Profit margin is not based on "amount of work" or total profit dollars. Gouging would be an inordinately high % return on investment, not overall dollars. Example: Exxon made $9 billion profit. Based on the dollar figure, that seems high and gouging from just the $ perspective. Revenues were $100 billion, profits were <10%. They also reinvested over $4 into R&D bringing less than 6% profit. Also, to my knowledge, this does not include the 50% taxes applies to the oil companies, thus bringing their return on investment to under 3%!!! Would you put your money into a high risk investment earning this margin? Investors have the right to a reasonable rate of return, no matter what the total dollar amount is.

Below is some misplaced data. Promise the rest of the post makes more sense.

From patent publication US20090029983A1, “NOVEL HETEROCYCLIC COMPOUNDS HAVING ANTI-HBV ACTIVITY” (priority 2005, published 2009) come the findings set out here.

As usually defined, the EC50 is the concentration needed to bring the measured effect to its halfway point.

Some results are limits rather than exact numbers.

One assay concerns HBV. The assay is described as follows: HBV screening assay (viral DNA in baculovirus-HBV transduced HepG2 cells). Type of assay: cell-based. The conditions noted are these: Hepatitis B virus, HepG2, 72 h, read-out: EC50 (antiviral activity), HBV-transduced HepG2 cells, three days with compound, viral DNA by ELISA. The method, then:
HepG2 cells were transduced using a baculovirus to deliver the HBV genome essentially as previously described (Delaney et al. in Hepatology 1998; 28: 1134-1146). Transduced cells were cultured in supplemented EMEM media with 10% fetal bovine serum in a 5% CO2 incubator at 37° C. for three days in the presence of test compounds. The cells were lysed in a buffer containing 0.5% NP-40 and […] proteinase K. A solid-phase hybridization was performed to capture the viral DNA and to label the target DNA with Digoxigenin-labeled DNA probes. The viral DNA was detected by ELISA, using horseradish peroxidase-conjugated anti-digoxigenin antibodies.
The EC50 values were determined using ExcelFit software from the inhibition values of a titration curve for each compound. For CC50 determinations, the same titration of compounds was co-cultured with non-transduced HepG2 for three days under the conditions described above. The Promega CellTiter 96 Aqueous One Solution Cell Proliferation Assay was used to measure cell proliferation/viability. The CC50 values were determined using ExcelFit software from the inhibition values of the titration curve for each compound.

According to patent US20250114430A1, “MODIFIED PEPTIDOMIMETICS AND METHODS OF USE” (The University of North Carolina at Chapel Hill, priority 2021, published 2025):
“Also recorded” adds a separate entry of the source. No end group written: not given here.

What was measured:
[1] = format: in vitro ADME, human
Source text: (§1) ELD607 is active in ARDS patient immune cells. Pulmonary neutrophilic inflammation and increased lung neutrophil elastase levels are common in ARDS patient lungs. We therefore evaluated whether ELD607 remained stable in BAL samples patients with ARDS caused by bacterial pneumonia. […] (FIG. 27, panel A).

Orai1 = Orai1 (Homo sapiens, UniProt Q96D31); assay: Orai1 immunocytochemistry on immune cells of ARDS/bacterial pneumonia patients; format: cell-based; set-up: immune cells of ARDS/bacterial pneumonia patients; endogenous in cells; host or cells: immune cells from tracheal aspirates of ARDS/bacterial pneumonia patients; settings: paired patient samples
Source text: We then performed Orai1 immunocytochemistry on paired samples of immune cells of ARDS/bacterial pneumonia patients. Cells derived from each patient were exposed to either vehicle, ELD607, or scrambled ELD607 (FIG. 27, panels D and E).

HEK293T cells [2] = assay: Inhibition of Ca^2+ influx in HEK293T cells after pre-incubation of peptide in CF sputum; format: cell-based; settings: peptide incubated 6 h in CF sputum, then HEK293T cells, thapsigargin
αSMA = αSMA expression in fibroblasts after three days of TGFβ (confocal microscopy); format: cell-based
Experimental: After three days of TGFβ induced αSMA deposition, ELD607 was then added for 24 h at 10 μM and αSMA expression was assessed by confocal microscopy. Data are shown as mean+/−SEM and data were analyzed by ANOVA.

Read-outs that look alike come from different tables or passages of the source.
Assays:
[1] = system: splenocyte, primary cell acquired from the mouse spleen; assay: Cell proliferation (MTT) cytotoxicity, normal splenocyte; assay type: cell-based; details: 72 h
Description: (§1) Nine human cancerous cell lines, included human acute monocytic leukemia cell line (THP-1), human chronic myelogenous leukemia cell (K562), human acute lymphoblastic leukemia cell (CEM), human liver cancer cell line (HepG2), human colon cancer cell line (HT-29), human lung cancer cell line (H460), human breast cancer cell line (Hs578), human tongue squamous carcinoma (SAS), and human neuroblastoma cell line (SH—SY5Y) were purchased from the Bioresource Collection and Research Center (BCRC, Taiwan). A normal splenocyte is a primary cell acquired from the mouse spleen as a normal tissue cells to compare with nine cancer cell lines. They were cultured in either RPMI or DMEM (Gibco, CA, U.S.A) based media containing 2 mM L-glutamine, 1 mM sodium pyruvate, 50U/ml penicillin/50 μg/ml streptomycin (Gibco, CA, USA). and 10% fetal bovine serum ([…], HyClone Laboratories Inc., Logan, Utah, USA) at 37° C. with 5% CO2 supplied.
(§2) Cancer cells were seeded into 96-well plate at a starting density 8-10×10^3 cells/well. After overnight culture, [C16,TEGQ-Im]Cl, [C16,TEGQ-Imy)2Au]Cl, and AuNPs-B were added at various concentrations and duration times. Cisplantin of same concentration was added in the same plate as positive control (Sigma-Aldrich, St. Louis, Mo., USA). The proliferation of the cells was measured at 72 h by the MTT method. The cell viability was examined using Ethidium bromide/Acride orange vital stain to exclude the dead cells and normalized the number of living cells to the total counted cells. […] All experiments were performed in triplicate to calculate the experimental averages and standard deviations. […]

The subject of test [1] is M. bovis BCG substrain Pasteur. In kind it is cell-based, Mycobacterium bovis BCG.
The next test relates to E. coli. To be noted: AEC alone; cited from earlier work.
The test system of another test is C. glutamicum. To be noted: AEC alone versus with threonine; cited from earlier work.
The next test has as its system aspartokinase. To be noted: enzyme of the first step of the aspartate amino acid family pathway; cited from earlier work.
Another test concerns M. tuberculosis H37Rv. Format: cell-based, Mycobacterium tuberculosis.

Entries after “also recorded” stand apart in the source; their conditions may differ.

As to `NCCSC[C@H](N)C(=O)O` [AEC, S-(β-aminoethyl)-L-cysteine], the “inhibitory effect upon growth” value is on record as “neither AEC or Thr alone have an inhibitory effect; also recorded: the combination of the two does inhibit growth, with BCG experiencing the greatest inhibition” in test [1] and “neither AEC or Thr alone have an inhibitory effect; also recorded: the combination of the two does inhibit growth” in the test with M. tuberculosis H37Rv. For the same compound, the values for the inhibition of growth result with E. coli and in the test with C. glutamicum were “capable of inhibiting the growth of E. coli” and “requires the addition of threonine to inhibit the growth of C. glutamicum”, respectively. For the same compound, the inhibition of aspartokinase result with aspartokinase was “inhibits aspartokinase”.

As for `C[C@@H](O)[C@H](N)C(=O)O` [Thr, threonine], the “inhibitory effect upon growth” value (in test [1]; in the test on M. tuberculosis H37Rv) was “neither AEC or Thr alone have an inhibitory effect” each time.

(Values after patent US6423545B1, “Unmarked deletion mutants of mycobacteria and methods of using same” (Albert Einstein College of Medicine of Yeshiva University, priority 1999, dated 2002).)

eaglecycling@...
  • RE: Off topic: Record oil company profits and gas prices

    Exxon imports product from overseas into the U.S. because environmentalists have prevented the construction of new refineries for thirty years. Exxon is building massive refineries and chemical plants in Asia to service Asian demand for refined product. Venezuela targets Exxon specifically in prohibiting exports to Exxon.
    tahur@...
  • U.S. and State taxes

    U.S. and State taxes take the biggest chunk out of your gasoline dollar. In some States, the taxes are a percentage of the sales price.
    tahur@...
  • profit is from overseas also

    Exxon derives a considerable portion of its revenues and profits from overseas operations. Exxon is building refineries and chemical plants in Asia and the Middle East. Venezuela has just refused to sell any of its difficult to refine crude to Exxon. Now Venezuela cannot find any place to buy and refine its crude. Citgo gasoline stations are owned by Venezuela.
    tahur@...